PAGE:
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A new study finds that jet lag takes a profound toll on professional baseball teams, especially those playing at home rather than on the road. Pitchers who have recently crossed multiple time zones perform noticeably worse than those who stayed put, and the cumulative damage is not trivial, researchers reported in Monday's Proceedings of the National Academy of Sciences.
The impact "is large enough to essentially negate the home-field advantage," says study co-author Ravi Allada, a neurobiologist at Northwestern University. He and his colleagues found that jet lag affects home and away teams, "suggesting it was a real effect, and significant in terms of the size of that effect."
Athletes have long blamed jet lag for poor performance. World champion sprinter Maurice Greene, for example, said it contributed to losses in European and Japanese races in the early 2000s. "My body feels asleep," Greene told reporters.
Baseball players are not immune, as previous research has shown, and Allada and his colleagues wanted to pinpoint the precise skills affected by jet lag. So the researchers examined more than 45,000 major league games from 1992 to 2011, using statistical methods to disentangle the effect of jet lag vs. the effect of the reality that "some teams are really good ... and other teams are not so good. I won't name them," Allada says.
Baserunning aggression -- or lack thereof -- was an area that particularly jumped out.
The results showed that jet-lagged players running the bases at their home stadiums tended to steal fewer bases and get fewer doubles. Jet lag might erode decision-making, aggressiveness or some other trait involved in a batter's determination to try to round an extra base, Allada says.
Jet-lagged batters playing at someone else's stadium, however, didn't have the same problem. It's not clear why, but lifestyle might be the culprit. When players fly home, they often return to families and long to-do lists, both potential enemies of sleep.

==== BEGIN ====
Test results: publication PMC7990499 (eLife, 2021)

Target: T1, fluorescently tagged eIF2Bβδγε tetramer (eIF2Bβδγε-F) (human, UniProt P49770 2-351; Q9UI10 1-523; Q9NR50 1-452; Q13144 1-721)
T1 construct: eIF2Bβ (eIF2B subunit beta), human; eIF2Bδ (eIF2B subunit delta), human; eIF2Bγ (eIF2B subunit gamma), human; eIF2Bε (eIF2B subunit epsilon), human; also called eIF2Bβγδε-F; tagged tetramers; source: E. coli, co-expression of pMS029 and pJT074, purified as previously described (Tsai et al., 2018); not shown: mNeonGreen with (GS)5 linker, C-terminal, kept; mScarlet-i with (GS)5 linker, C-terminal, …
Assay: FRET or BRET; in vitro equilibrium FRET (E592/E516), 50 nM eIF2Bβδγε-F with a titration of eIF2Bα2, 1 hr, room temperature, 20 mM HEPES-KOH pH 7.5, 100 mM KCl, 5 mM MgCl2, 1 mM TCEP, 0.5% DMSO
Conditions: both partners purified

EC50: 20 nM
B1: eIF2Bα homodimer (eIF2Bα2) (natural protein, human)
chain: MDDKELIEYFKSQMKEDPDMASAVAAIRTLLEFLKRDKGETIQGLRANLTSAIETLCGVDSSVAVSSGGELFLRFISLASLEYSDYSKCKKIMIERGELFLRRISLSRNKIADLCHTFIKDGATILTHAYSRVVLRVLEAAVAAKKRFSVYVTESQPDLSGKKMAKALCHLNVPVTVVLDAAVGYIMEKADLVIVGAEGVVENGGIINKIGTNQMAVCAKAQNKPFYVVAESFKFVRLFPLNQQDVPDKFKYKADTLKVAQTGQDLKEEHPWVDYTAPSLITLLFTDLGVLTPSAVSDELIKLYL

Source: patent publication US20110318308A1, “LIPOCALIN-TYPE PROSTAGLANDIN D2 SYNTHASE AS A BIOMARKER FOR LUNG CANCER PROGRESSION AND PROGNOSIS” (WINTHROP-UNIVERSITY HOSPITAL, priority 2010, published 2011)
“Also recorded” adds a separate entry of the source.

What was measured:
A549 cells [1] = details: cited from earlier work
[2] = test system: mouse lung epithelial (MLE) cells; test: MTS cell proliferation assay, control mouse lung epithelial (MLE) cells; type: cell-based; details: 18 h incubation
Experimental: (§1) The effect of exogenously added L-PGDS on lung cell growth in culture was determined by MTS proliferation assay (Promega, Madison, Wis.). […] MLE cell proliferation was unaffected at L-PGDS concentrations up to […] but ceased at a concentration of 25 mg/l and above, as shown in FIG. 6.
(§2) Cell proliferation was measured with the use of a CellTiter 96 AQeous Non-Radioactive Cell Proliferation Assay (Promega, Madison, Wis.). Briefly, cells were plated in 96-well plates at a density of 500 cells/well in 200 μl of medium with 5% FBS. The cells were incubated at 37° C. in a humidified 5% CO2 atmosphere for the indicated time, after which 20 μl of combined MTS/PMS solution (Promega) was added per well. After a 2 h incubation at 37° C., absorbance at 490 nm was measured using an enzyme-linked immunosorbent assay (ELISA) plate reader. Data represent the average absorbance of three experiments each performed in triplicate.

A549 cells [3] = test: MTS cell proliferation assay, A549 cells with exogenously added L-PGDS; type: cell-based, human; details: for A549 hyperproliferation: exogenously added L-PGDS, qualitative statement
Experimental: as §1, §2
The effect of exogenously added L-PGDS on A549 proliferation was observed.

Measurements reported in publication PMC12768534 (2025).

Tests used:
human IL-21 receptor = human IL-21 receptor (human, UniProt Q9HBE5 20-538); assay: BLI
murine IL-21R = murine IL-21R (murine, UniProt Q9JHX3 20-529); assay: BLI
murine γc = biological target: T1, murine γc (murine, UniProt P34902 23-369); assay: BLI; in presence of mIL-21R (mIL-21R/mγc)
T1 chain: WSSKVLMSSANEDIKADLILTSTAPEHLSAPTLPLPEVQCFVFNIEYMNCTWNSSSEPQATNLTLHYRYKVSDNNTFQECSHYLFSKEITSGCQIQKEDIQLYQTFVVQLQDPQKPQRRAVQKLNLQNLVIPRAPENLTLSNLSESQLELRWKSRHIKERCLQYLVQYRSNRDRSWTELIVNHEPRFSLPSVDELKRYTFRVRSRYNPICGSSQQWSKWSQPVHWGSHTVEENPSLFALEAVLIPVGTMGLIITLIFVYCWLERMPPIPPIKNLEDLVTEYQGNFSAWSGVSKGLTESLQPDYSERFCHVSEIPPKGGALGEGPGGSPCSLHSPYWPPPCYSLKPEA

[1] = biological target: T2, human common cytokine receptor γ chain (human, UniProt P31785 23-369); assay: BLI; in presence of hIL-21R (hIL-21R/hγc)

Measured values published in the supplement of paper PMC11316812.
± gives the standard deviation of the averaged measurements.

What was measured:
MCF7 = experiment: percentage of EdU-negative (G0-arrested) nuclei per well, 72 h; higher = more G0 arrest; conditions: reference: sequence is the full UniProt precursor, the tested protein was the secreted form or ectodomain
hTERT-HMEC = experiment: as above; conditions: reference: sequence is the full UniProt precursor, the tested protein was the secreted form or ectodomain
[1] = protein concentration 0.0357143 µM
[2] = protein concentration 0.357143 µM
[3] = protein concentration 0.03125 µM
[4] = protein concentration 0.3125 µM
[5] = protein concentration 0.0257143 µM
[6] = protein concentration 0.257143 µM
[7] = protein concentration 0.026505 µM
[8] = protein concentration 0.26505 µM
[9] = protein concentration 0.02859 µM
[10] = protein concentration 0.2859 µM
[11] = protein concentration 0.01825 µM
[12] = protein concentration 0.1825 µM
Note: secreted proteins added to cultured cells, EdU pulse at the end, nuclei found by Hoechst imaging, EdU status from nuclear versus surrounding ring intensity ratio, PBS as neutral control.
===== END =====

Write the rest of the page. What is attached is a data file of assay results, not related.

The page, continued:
The most powerful effect of jet lag, though, afflicts home and away teams alike. Jet-lagged pitchers give up more home runs than pitchers who aren't struggling to adjust to multiple time-zone shifts, the study shows. Either way, teams might want to more strongly consider sending their pitchers to a distant game site early to give them time to adjust, Allada says.
The new analysis is "a standout study" for dissecting exactly how jet lag affects performance, says W. Chris Winter, a neurologist in Charlottesville, Va., who works with several sports teams and has written a forthcoming book about sleep problems. The finding that pitching is especially affected makes sense to Winter.
"Throwing a 96-mph fastball exactly where you want is probably the toughest thing going on on the field, outside of that batter trying to hit it," he says.
Teams are already working to minimize the effects of jet lag. And the sport is taking notice: Major League Baseball's new collective bargaining agreement calls for more day games played on so-called getaway days beginning in 2018, allowing players to arrive sooner in their next city.
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